ABSTRACT: We examine a potential benefit associated with the initiation of voluntary disclosure of corporate social responsibility (CSR) activities: a reduction in firms’ cost of equity capital. We find that firms with a high cost of equity capital in the previous year tend to initiate disclosure of CSR activities in the current year and that initiating firms with superior social responsibility performance enjoy a subsequent reduction in the cost of equity capital. Further, initiating firms with superior social responsibility performance attract dedicated institutional investors and analyst coverage. Moreover, these analysts achieve lower absolute forecast errors and dispersion. Finally, we find that firms exploit the benefit of a lower cost of equity capital associated with the initiation of CSR disclosure. Initiating firms are more likely than non-initiating firms to raise equity capital following the initiations; among firms raising equity capital, initiating firms raise a significantly larger amount than do non-initiating firms.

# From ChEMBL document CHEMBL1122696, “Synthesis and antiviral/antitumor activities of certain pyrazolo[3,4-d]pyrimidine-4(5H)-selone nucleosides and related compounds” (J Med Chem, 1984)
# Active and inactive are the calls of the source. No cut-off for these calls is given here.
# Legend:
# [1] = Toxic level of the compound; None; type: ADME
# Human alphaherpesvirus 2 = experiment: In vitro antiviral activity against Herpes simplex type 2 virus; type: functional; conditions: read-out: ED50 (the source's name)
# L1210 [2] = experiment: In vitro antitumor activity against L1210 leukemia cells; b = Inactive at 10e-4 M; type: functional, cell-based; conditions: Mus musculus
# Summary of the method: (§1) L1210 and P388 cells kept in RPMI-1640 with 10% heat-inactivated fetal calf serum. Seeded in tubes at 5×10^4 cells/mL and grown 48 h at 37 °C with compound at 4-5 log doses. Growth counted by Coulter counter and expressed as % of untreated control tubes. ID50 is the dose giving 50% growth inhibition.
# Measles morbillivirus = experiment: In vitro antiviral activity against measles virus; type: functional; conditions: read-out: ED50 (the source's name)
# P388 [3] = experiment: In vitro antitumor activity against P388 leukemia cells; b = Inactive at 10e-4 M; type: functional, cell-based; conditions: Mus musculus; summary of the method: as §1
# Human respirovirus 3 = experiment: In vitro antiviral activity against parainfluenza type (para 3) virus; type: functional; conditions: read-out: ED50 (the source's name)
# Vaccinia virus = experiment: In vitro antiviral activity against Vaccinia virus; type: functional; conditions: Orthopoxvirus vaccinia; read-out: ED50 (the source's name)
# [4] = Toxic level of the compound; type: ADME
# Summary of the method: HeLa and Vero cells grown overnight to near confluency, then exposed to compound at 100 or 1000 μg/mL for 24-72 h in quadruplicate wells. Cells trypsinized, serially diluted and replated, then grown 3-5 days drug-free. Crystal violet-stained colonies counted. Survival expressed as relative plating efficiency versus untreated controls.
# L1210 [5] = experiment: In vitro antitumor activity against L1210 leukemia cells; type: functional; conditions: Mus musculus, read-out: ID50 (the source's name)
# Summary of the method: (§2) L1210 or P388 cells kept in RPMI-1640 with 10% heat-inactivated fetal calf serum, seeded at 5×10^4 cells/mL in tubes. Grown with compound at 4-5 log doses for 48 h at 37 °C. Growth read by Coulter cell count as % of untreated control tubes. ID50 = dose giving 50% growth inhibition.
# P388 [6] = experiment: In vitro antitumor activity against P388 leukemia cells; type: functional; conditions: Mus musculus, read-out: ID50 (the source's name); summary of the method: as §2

Voluntary Nonfinancial Disclosure and the Cost of Equity Capital: The Initiation of Corporate Social Responsibility Reporting
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Dan S. Dhaliwal, Oliver Zhen Li, Albert Tsang, Yong George Yang; Voluntary Nonfinancial Disclosure and the Cost of Equity Capital: The Initiation of Corporate Social Responsibility Reporting. The Accounting Review 1 January 2011; 86 (1): 59–100. doi: https://doi.org/10.2308/accr.00000005
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